In 1930 the Commander of the Arab Legion, Peake Pasha (then Lieutenant Colonel Frederick Peake) bought himself a de Havilland Moth and learnt how to fly from an RAF instructor. The Legion then had to clear landing strips at all their posts in Trans-Jordan so Peake could make his visits of inspection by air.
During World War II the two RAF stations at Amman and Mafraq remained fully manned and combat ready but were only needed as staging posts. After the war the two stations no longer had operational squadrons but remained as important staging posts between Cyprus, Palestine, Egypt, Iraq and the Arabian Gulf.
When Britain gave up the Palestine Mandate in May 1948, RAF Amman was reinforced. The Arab Legion crossed over the River Jordan on May 15 and held East Jerusalem and the West Bank from the newly emerged State of Israel. They had no air support.
On June 1, 1948 at 03.25 Amman airport was attacked by Israeli twin engined aircraft. Two Anson aircraft were damaged as the result of a direct hit on the main hanger. One of the results of this raid was that King Abdullah was even more determined that an air force should be formed so Jordan would not be in the position of relying on the British RAF for all air support. The King wanted Jordan to be able to defend itself in the air as well as on land.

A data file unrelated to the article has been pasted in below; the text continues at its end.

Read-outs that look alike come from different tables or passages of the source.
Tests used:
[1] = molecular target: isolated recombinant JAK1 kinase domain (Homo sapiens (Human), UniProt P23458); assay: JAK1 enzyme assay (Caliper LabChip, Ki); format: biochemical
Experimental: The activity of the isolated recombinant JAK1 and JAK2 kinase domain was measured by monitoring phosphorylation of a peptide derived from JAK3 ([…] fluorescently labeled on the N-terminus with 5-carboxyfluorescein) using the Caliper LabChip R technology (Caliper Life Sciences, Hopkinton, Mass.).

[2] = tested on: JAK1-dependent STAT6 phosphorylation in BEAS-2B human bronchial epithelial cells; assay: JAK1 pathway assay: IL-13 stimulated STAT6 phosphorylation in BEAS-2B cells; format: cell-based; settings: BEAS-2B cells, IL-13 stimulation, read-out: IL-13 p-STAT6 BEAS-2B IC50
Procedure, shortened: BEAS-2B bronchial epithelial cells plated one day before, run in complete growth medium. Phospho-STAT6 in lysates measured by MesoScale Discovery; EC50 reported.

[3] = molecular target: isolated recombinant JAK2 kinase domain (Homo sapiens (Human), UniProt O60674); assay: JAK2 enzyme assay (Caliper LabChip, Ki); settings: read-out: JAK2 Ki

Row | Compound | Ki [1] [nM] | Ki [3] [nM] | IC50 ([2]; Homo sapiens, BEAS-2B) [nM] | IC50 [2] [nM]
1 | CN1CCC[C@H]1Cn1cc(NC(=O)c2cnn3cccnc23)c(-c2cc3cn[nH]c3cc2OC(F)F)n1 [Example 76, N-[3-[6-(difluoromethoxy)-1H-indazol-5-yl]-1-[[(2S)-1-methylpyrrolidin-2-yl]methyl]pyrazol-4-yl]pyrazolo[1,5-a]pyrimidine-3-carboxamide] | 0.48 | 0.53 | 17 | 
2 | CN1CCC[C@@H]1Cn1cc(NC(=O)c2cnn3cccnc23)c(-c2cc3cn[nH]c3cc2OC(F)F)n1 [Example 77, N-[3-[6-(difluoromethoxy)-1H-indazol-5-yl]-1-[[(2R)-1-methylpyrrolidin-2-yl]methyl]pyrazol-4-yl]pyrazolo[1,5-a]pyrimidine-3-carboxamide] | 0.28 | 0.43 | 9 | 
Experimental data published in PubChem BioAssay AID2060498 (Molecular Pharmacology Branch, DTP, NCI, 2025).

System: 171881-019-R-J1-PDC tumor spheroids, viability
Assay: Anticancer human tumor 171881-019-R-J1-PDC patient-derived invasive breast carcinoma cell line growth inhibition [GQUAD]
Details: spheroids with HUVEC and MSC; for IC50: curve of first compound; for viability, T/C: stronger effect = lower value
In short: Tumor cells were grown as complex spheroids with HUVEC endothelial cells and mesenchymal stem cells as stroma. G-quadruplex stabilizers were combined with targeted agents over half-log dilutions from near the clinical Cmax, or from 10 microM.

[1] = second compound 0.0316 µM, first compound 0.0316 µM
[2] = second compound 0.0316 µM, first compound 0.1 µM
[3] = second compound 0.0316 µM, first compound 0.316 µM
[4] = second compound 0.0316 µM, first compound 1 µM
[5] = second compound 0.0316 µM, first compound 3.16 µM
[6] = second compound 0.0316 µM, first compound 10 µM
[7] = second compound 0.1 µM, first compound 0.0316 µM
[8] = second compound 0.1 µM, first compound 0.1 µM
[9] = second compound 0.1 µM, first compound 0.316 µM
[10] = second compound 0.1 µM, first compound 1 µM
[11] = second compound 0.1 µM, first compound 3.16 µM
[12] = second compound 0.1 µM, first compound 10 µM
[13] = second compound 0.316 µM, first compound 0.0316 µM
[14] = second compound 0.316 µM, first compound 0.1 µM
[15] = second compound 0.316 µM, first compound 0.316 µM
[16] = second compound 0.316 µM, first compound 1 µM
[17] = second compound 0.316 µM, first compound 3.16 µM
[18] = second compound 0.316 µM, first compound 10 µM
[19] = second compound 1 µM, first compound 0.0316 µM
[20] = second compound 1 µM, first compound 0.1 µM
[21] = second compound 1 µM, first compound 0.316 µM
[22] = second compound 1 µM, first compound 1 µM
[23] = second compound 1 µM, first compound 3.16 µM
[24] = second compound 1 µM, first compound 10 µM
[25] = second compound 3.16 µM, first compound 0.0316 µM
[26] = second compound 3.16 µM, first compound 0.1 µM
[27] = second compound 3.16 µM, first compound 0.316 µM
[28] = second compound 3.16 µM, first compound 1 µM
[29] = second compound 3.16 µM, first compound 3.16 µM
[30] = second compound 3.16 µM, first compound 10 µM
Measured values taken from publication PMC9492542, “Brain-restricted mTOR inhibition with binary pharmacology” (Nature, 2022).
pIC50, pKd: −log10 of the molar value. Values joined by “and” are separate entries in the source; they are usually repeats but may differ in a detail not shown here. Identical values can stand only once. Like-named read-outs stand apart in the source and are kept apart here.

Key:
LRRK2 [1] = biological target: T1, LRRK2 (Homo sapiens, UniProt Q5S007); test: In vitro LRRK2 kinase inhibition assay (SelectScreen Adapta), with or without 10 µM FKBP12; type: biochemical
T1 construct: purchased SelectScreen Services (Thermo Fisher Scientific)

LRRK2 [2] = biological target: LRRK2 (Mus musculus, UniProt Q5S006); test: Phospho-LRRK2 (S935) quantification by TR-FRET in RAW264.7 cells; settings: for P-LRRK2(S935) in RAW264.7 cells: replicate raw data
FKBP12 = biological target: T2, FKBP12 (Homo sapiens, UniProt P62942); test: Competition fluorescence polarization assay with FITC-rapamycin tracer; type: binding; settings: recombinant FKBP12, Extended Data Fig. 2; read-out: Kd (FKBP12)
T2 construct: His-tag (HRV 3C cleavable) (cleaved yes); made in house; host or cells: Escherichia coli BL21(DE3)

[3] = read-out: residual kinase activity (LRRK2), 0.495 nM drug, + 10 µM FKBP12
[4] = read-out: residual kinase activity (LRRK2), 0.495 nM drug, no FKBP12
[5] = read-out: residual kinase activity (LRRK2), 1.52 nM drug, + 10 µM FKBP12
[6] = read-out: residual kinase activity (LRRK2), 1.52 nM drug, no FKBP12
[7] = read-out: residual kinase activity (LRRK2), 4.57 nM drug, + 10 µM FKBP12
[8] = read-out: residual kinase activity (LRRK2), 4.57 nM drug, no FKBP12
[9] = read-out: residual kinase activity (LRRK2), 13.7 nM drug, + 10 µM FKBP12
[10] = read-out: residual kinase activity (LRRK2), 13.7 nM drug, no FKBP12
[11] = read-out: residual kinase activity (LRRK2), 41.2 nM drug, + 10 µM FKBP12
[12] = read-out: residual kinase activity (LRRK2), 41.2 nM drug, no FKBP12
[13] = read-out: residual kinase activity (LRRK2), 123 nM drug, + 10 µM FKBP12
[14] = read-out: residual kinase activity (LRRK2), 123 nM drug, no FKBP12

The Jordanian Government had proposed to the British Government the establishment of a small air force but it was not until 1948 that Glubb Pasha (Lieutenant General Sir John Glubb, Commander of the Arab Legion, from 1939 to 1956) received any answer. The British suggested that a Jordanian be trained in flying, so in July of that year planning for the new Air Force began with recruitment and training of pilots and engineers.
Lieutenant Amer Khammash, who was serving in the Artillery of the Arab Legion (later Lieutenant General and Chief of the General Staff of the Jordanian Armed Forces) was chosen by Glubb to train with the RAF on a two year course. Lieutenant Khammash passed with flying colours and returned to Amman in July 1950. The first British Commander, Wing Commander Fisher RAF, was then appointed.
In May 1950 it was decided to establish a training flight and a small air observation squadron to consist of six Austers (unarmed reconnaissance aircraft). The existing communications flight would be absorbed into the new force to be known as the Arab Legion Air Force (ALAF) with the functions of communications, AOP, reconnaissance and air intelligence.